The Zoo

October 7, 2009
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As a kid the slightest mention of the word zoo, sent you scurrying to the door. The mad twinkle in your eye. But when the knowledge finally flows to your ears that today just isn't the day, your once cheerful, joyous face turns down into an angry sneer. Most times a game or promise of a treat will arouse you from this sour face. A week goes by, being five it feels like a year has past. The day has come. Its zoo day. The weather is snippy the clouds tempting to rain. My grandmother can't drive, never has and never will. We take public transport everywhere. On this chilly mourning we proceeded to the max line.. The train goes all the way up to the zoo. This was my first ever train ride. I always thought the max wasn't driven. I thought that no one was behind the black door. But being the Wizard of Oz fan that I was, I knew better. There was just a man behind trying to do his magic.

I sat there quietly on the cold hard plastic chair that was to big for my small frame. I watched the people fill in, one after the other, all of them looking in a different direction. They seemed as if eye contact or a smile could kill them. I saw mothers with children who looked similar to me in age, they must also be going to the zoo. I thought to my self. The train began to accelerate slowly at first but it gained speed rapidly, the trees and cars flying by. My grandmother was sitting next to me, clutching my hand. I saw the drips on the windows, the sky had finally decided to let go of the rain. The road began to darken quicker and quicker. In a matter of minutes the road was a charcoal black. It was pouring with a ferocious intensity.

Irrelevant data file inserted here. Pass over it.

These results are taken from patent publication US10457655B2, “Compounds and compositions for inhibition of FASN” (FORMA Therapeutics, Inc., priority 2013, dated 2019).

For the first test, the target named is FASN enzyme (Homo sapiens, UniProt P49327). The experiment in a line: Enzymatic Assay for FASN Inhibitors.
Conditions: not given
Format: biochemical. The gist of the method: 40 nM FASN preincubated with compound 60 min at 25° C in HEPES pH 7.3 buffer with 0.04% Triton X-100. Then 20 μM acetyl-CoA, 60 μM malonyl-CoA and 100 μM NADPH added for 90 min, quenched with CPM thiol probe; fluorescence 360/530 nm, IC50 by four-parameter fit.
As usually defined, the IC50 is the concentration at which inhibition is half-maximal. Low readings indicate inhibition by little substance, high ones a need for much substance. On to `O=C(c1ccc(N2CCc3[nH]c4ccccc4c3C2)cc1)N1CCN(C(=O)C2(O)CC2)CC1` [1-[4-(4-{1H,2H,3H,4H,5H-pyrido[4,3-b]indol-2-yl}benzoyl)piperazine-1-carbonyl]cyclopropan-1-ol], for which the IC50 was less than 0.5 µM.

My mind still examining the rain just beyond the window took a minute to figure out what was going on. My hand had been yanked my body was lifted out of my seat. The sliding doors opening to spit us out on the max stop. We were exiting the train. But we aren't at the zoo. I asked with a sudden urgency why we had left the train. My grandmother simply replied " Wrong train, lovie." The thick Aussie accent made others turn their heads and see the short older woman and a young panic stricken girl. We went on the wrong train. Nothing wrong with that. Its fine. But are we lost? I began to panic more so than before. "Are we still going to the zoo?" I squeaked out, almost on the verge of tears. I had waited a whole week for this. "Oh yes dear we'll just be later than planned." We finally got on the right train. I fell asleep once I sat on the plastic chair. The train stopped And I was awakened to the not so gentle shakes and shrieky voice of my grandmother.

Once we payed I Was jumpyer that a jumping bean. The rain was pouring just as hard as any other Portland rain. I ran to every exhibit, atleast twice. I waited to see if I had missed everything. I was quiet when the animals were edgy. I held my nose when the penguins smelt of fish. I fed the birds my crusts off my sandwich. I Waited for the mini train. I waited politly. I was extremely happy. The rain never let up. I was beckoned under my grandma's umbrella. She was afraid I would catch a cold. I was afraid I would miss something. When it was time to go I put up no protest I was tuckered out. Once home I retold my entire story to my mother. I put on some pajamas, ate dinner and went to bed. I had dreams of playing with the animals all night. I wanted to go back tomorrow, I wanted to see it all again.

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